(III-2-29)

4 ε tan2 (αb )

where *Y *= length of structure.

(11) Pelnard-Considre (1956) also provides a second solution for times after the structure has filled to

capacity and bypassing of sediment begins to occur naturally. The boundary conditions for his second

solution are that *y *= *Y *at *x *= 0 and *y *= 0 at *x *= 4 for all *t *> 0. The initial conditions are as in the previous

solution *y *= 0 at *t *= 0 for *x *> 0. The solution to these specific boundary conditions is as follows:

, *t *> *t*f

(III-2-30)

2 ε *t*2

which can be made dimensionless by dividing the above equation by the length of structure *Y. *The

dimensionless solution is presented graphically in Figures III-2-34a, III-2-34b, and III-2-34c (at different

scales). Pelnard-Considre (1956) used a time = *t*2 in Equation 2-30 such that areas of shoreline above the

matched solution plan areas. In this manner *t*2 was found to be *t*2 = *t *- 0.38*t*f , where *t *is the initial solution

time at which the structure begins to trap sand. Although the planforms do not match at time *t *= *t*f for the two

solutions of Pelnard-Considre, the formulations are still useful for conceptual preliminary design and

evolution of projects.

(12) The solution of Pelnard-Considre prior to bypassing (as given by Equation 2-28 and Fig-

ure III-2-31) may also be utilized for the situation in which erosion occurs on the sand-starved beach down-

drift of an impermeable coastal structure that has no bypassing (natural or man-made). In this specific

instance the solution would provide shoreline recession values as opposed to shoreline progradation values.

In this scenario the solution should only be utilized far enough downdrift of the structure (i.e., beyond the

immediate "shadow" of the structure) such that diffraction and refraction effects due to the structure do not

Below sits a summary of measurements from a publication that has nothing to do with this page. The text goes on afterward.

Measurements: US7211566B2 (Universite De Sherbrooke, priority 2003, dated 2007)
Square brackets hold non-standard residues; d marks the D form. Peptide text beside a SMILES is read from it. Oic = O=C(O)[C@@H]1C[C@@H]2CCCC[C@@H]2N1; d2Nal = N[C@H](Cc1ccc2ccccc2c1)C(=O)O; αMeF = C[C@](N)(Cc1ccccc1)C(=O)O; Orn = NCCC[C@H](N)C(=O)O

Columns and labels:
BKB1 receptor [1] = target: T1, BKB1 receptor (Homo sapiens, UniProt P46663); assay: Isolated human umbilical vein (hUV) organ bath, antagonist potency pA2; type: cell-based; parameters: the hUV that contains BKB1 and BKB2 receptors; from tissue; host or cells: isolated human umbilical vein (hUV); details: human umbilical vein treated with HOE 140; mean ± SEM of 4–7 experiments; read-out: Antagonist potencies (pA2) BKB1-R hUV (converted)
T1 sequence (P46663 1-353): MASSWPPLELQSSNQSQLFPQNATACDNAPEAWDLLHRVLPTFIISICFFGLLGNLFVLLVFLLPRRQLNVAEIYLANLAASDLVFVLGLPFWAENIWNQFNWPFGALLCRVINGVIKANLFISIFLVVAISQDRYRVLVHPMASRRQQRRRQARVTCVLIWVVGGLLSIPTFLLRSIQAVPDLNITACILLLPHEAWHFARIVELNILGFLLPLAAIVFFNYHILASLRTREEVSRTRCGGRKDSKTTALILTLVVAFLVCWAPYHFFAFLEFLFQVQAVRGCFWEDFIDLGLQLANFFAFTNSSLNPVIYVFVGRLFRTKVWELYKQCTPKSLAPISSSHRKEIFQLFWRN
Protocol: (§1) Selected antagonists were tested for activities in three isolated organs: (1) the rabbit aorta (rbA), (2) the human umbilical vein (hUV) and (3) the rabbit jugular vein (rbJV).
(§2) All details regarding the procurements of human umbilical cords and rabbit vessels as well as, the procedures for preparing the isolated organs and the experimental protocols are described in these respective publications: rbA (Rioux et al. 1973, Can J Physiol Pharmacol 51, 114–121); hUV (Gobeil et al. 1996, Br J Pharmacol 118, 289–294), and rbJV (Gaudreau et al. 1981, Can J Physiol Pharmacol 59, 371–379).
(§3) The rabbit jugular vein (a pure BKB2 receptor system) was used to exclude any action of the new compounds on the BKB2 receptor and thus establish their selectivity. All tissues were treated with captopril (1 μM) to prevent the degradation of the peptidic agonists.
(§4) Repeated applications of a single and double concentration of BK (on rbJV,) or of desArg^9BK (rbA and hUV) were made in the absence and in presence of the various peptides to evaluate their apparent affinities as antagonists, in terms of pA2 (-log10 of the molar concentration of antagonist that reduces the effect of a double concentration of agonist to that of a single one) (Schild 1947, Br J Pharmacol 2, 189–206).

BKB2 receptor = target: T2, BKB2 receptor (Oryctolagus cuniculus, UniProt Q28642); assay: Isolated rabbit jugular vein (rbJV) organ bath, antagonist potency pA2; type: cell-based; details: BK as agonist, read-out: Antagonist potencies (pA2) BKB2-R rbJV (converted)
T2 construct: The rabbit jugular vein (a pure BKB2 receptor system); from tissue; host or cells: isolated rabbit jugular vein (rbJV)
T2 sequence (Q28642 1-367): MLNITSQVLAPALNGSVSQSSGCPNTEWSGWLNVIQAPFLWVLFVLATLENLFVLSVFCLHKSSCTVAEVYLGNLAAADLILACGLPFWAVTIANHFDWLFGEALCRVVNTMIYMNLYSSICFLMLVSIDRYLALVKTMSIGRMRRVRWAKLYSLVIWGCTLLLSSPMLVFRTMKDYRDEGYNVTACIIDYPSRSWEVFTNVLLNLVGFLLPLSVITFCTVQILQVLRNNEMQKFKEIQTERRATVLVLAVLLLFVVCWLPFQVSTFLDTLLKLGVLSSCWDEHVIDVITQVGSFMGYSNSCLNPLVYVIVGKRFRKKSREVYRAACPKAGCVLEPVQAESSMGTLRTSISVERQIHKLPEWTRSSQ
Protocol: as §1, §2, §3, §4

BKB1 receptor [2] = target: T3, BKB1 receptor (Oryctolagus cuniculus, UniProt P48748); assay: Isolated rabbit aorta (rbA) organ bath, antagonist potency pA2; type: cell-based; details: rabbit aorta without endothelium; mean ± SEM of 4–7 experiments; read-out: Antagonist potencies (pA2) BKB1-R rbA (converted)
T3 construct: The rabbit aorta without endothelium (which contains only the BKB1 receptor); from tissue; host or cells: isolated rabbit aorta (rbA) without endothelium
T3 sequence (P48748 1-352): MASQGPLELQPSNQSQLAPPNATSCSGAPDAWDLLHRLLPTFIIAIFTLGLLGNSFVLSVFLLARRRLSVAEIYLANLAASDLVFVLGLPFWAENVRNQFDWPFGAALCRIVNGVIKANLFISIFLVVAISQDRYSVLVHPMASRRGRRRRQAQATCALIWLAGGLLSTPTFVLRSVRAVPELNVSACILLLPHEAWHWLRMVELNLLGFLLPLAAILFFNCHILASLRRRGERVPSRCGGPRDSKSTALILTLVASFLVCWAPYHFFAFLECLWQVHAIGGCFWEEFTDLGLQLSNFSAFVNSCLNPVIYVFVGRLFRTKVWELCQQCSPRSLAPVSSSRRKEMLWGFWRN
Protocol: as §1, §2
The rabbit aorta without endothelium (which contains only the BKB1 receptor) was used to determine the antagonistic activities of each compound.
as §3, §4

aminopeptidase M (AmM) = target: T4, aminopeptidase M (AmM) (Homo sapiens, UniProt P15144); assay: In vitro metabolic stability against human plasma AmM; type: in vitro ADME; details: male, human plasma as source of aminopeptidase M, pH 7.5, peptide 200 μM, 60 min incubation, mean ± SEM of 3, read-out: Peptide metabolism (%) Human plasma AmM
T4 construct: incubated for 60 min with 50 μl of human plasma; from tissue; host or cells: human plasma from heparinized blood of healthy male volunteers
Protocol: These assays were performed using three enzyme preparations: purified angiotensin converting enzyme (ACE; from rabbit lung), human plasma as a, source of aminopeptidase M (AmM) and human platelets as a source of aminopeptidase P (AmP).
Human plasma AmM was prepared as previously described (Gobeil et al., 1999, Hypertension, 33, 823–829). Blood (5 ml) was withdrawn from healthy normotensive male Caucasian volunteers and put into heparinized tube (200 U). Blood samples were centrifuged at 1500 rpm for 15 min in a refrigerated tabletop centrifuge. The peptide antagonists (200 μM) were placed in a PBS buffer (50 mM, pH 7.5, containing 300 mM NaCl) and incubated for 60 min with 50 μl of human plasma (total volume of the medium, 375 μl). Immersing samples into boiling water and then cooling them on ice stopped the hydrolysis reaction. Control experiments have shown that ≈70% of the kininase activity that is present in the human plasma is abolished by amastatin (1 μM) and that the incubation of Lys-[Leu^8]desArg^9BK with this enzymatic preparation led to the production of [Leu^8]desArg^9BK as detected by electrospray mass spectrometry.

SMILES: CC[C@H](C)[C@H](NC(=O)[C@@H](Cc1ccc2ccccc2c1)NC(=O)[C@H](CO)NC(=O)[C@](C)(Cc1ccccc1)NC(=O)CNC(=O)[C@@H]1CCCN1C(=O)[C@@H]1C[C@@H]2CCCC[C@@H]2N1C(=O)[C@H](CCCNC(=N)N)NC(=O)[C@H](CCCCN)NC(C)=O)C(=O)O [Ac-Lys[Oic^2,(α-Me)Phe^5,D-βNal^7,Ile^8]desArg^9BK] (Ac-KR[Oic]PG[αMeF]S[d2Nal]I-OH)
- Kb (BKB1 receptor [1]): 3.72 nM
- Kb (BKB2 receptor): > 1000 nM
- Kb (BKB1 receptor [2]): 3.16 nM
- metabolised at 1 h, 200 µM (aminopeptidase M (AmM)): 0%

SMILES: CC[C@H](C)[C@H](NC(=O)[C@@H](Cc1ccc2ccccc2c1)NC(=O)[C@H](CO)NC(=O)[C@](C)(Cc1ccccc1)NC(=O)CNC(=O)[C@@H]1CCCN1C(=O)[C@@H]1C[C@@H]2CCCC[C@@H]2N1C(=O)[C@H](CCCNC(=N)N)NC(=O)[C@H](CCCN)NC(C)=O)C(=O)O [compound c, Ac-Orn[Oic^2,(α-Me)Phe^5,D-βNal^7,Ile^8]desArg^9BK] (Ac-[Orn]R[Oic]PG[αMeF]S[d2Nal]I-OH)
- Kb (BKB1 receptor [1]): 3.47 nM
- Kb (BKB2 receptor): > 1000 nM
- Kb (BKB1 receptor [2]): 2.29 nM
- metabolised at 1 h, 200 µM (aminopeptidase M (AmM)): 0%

influence the wave field and shoreline geometry.

(13) When applied in this scenario, the solution of Pelnard-Considre suggests that the ultimate downdrift

extent of erosion caused by the structure is infinite. In practice, Equations III-2-28 and III-2-29 may be

applied to estimate the theoretical downdrift extent of erosion, prior to bypassing, in terms of the structure

length *Y*. That is, the distance downdrift of a structure at which the shoreline recession is less than or equal

to some fraction of the structure's length (i.e., *y */ *Y*) can be expressed as a multiple of the structure's length

(i.e., *x */ *Y*). Example III-2-10, below, illustrates this application. It is important to note that this solution is

idealized and assumes that the breaking wave angle *α*b can be approximated as an average, quasi-steady value.

At present, the actual downdrift extent of erosion associated with a structure or other sediment sink is not well

understood.

(14) The second case to be considered is that of a rectangular beach fill as shown in Figure III-2-35.

Figure III-2-36 is a nondimensionalized solution graph that can be utilized in estimating plan area change for

the rectangular beach nourishment fill on an initially straight reach of beach. Fill exists from -a < x < +a and

extends Y distance seaward from the original beach. The solution for this specific case is as follows:

% *erf*

1&

1%

(III-2-31)

2

2 ε*t*

2 ε*t*

Longshore Sediment Transport

III-2-63

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